Finally, although the statute is scheduled to take effect on January 15, 2020, it does not indicate whether it will invalidate only those prohibited noncompetition agreements entered into after that date or all prohibited noncompetition agreements, regardless of whether they were executed before or after the effective date.

New Hampshire

Since September 8, 2019, noncompete agreements between employers and low-wage employees (namely, those employees who earn “an hourly rate less than or equal to 200 percent of the federal minimum wage”) have been unenforceable in New Hampshire. Under New Hampshire law, a “noncompete agreement” is an agreement between an employer and employee that restricts the employee from working “for another employer for a specified period of time,” working “in a specified geographical area,” or working for “another employer that is similar to such low-wage employee’s work for the employer who is a party to the agreement.” Unlike the RINAA, New Hampshire’s noncompete law does not expressly exclude common restrictive covenants from the definition of “noncompete agreement.”

Similarly, while the RINAA expressly states that the other provisions of an employment agreement that contains an unenforceable covenant not to compete remain enforceable, New Hampshire’s statute contains no such savings language. However, by its terms, the New Hampshire statute extends only to “noncompete agreements” and voids only such agreements, most likely leaving other restrictive covenants and the remaining provisions of employment agreements that contain unenforceable noncompete agreements intact.

Finally, like the RINAA, the New Hampshire statute does not state whether it will apply to all prohibited noncompete agreements or only those that are entered into after the effective date of the statute.

Key Takeaways

Rhode Island and New Hampshire have joined a growing number of states, including two other New England states, Massachusetts and Maine, in limiting the enforceability of noncompetition agreements. Employers that have relied on covenants not to compete with nonexempt employees, interns, minors, or low-wage workers in Rhode Island and low-wage workers in New Hampshire to safeguard protectable business interests may want to consider alternatives for protecting their interests, such as confidentiality and nonsolicitation agreements.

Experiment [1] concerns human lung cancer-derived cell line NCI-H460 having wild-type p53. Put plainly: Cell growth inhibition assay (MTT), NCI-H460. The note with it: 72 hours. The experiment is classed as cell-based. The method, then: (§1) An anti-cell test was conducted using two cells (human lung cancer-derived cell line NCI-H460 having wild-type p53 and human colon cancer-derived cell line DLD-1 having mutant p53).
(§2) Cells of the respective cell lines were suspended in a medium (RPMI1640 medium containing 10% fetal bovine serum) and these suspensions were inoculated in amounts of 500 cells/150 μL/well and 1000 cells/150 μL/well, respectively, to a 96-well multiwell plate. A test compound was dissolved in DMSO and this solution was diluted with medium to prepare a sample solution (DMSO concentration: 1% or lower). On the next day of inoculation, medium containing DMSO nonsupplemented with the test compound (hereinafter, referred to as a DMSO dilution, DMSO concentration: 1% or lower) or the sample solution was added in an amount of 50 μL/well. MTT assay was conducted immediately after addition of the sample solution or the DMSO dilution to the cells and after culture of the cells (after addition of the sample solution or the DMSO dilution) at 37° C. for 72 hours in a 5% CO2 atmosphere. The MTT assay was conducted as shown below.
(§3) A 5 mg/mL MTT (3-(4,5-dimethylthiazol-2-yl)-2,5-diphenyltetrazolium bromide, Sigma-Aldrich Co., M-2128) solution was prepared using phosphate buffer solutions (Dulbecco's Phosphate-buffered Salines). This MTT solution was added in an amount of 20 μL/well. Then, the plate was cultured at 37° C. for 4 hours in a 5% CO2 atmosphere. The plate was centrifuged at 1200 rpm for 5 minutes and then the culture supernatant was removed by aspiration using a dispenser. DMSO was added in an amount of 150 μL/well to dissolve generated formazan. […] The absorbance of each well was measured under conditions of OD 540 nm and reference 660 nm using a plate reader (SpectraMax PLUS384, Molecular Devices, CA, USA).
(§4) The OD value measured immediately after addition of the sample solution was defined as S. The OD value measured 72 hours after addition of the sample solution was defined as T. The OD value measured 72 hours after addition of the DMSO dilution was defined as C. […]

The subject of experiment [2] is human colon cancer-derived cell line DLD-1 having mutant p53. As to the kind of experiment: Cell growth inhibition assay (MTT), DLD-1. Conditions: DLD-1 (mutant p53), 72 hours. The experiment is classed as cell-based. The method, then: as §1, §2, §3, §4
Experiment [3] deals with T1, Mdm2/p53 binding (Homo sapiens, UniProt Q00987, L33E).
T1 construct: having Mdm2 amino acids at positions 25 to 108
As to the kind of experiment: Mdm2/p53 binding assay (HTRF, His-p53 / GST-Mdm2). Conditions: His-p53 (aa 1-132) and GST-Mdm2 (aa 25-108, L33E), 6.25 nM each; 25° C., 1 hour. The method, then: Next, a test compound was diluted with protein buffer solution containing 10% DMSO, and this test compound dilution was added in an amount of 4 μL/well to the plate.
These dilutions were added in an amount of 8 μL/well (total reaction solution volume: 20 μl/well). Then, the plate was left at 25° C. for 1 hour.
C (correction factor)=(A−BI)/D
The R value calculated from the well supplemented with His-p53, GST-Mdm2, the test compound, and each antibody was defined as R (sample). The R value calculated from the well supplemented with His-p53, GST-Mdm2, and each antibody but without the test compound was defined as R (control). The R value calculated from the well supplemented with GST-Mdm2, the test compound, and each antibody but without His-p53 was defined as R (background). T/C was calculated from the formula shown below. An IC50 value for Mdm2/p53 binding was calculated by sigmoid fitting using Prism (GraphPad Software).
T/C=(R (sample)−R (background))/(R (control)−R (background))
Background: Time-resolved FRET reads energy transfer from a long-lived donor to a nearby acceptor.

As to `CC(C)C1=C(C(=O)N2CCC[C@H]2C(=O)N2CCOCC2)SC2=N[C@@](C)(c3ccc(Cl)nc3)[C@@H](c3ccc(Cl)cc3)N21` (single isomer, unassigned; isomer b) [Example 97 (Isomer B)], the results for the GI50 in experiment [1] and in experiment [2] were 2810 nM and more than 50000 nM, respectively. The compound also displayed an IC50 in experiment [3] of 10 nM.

© 2022, Ogletree, Deakins, Nash, Smoak & Stewart, P.C., All Rights Reserved.National Law Review, Volume IX, Number 312

About this Author

Francesco A. DeLuca, Ogletree Deakins, Employment Whistleblowing Disputes Lawyer,

Fran is an attorney in the Boston office where he represents and advises employers in on a variety of labor and employment issues.

Fran graduated from Boston University School of Law in 2014. While in law school, Fran interned in the general counsel's office of a start-up company. Through this experience, Fran gained first-hand knowledge of the concerns employers have when dealing with labor and employment issues. He also interned, and after law school, worked as a Temporary Law Clerk, for the Honorable O. Rogeriee Thompson of the United States...

Robert M. Shea, Ogletree Deakins, Lawful Termination Lawyer, worker misclassification attorney

Bob Shea is a Shareholder in the Boston office of Ogletree Deakins. Bob’s practice includes working closely with clients to develop best practices, and providing advice on discipline and discharge, discrimination, harassment, worker misclassification, wage-hour compliance, disability, non-competition, and workforce reductions. He also focuses on drafting employment agreements, independent contractor agreements and separation agreements, and he regularly conducts workplace training for clients, including anti-harassment training and performs worker wage-hour...